Professors from Quinnipiac University and the University of Connecticut (UConn) discussed the complications of attendance in the Zoom era by holding a virtual discussion Oct. 16.
Jonathan Torres, assistant teaching professor of English at Quinnipiac, partnered with Lois Lake Church, a first-year writing professor at both UConn and Quinnipiac. Together, they led an interactive discussion called “Showing Up: Rethinking Attendance in the Pandemic Age,” that talked about the need for advancing more traditionalized concepts of attendance. Professors throughout Connecticut went to the event to share their ideas on the topic.
“Assessment is a very powerful tool that helps student learning and attendance is a very powerful tool that also helps student learning,” Torres said in the Zoom call. “Both of those are dangerously coming close to just becoming accountability and compliance based measures, rather than actual learning strategies.”
The conversation covered an array of topics such as acknowledging more than oral participation as a form of student involvement, how listening is a part of student engagement, ways that professors can build a sense of community between their students to encourage further participation and how that engagement can be measured during and beyond synchronous sessions.
“When students are given a chance to participate on their own terms and are given the choice on how they best would like to participate, they actually end up participating in the way that faculty wanted them to,” Torres said during the Zoom call. “If we can think of a list of participation strategies that are not threatening or allow students to come up with a list themselves, they are more likely to move from trying to protect a space that they think is safe and in control and into a growth zone of trying something new.”
Torres and the rest of the professors shared their individual skills and tactics that help them interact with their students, despite the physical separation. One major struggle that Quinnipiac students have expressed is the lack of connection they have with their professors and peers.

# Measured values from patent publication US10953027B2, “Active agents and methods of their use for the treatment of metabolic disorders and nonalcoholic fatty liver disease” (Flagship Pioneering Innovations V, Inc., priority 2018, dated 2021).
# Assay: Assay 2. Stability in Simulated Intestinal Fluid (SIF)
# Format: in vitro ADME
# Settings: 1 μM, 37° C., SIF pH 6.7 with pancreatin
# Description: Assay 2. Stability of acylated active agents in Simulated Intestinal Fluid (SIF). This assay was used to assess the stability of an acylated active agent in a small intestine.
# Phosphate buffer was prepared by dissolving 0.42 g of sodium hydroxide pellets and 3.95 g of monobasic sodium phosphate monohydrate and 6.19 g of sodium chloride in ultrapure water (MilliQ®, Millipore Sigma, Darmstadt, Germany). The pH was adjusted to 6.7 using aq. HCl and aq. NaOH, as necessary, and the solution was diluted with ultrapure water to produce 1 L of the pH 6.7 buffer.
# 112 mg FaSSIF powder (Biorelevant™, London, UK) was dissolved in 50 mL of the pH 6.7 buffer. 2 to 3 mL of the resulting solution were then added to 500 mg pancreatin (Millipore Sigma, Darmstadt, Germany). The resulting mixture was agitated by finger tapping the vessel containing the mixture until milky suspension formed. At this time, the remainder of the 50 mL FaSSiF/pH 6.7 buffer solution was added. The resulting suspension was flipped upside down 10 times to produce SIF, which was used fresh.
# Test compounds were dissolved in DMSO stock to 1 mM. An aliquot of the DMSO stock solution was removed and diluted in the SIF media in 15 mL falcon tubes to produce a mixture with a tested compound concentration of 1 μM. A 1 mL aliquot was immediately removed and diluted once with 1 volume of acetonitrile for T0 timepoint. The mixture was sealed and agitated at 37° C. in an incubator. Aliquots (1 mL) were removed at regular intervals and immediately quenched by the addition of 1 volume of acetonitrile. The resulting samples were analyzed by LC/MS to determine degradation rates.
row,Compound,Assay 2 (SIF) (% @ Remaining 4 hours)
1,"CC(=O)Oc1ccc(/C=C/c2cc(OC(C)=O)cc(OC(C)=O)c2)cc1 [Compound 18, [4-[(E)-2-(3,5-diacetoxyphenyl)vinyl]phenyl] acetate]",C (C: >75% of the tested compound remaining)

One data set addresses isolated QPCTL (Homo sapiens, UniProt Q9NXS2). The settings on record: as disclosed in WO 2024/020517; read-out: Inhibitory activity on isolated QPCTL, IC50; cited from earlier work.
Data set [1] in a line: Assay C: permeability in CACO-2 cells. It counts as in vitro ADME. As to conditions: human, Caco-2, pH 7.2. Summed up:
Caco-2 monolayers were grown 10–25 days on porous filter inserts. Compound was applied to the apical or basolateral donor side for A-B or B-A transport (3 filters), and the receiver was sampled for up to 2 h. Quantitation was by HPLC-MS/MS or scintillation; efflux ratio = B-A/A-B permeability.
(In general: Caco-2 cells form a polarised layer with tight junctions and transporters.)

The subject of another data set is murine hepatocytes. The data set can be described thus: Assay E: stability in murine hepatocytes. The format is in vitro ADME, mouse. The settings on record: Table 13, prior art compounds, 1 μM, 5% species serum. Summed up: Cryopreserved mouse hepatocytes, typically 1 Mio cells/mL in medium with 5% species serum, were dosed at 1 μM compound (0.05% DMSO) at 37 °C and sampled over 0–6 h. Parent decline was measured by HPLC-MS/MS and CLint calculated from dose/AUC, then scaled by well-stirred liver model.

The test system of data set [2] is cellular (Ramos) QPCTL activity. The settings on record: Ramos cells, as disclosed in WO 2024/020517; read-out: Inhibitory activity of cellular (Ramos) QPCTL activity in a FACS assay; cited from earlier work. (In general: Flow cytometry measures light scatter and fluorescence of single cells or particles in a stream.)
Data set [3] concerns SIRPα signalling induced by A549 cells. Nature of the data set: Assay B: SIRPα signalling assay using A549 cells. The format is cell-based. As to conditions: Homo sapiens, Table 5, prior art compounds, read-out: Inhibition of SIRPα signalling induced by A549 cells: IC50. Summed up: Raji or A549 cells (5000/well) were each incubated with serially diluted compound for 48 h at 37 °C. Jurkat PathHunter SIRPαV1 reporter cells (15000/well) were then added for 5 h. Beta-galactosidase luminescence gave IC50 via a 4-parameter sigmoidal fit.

“A sense of community is definitely impacted by online learning,” said Daniel Comcowich, a sophomore film, TV and media arts major. “It’s a lot harder to generate a connection with classmates online in any capacity.”
Comcowich said that being online is challenging because of the physical separation. The ability to immediately socialize with the people seated next to him is no longer available. He said he has turned to the use of social media for interaction because he cannot engage in the same behaviors he’s used in previous semesters.
“I would be open to professors trying to foster those regular-style connections with students as best as they can,” Comcowich said. “I feel like the classroom is lacking that element of connection, and I would be all for it if any effort was made in that area.”
Gabriella Martinez, a first-year nursing major, said so far, college has come with many difficulties due to the online learning format and a lack of a sense of community is just the foundation of her struggles.
“I’m a very shy person, and participating has always been a push for me,” Martinez said. “Online classes have made it even harder for me, it’s almost easier just not to participate.”
Martinez said her professors have started using breakout rooms and increased collaborative group work to help students familiarize themselves with one another inside of the virtual classroom.
“The effort professors are putting in so far is great,” Martinez said. “They are definitely pushing for us to have a better learning experience, despite the circumstances.”
Professors are also working towards building the gap between students and want to create strong connections despite the several difficulties that arise from online instruction.
“My biggest challenge is splitting my classes on Zoom and on-ground,” Torres said. “Students feel disconnected, awkward and often left out.”
Catherine Takizawa, assistant teaching professor of biology, teaches a hybrid class where she can physically work with some of her class, although some students chose to completely do remote learning.
“I do have some students whom are completely remote, but I still feel a connection to them,” Takizawa said. “I try to greet everyone as they join the zoom meeting and I have learned to recognize everyone’s voices, even if I can’t see their face on the zoom gallery, which was a nice surprise.”
Takizawa said she understands that what works for one student doesn’t always work for another and that teachers should try to vary their activities and learning strategies employed during class to keep students engaged.
“I would suggest that professors deploy a mid-term check in and ask the students what is working to enhance their learning and what suggestions students may have to improve learning,” Takizawa said. “Students oftentimes have great ideas on little things that can be implemented to improve overall learning.”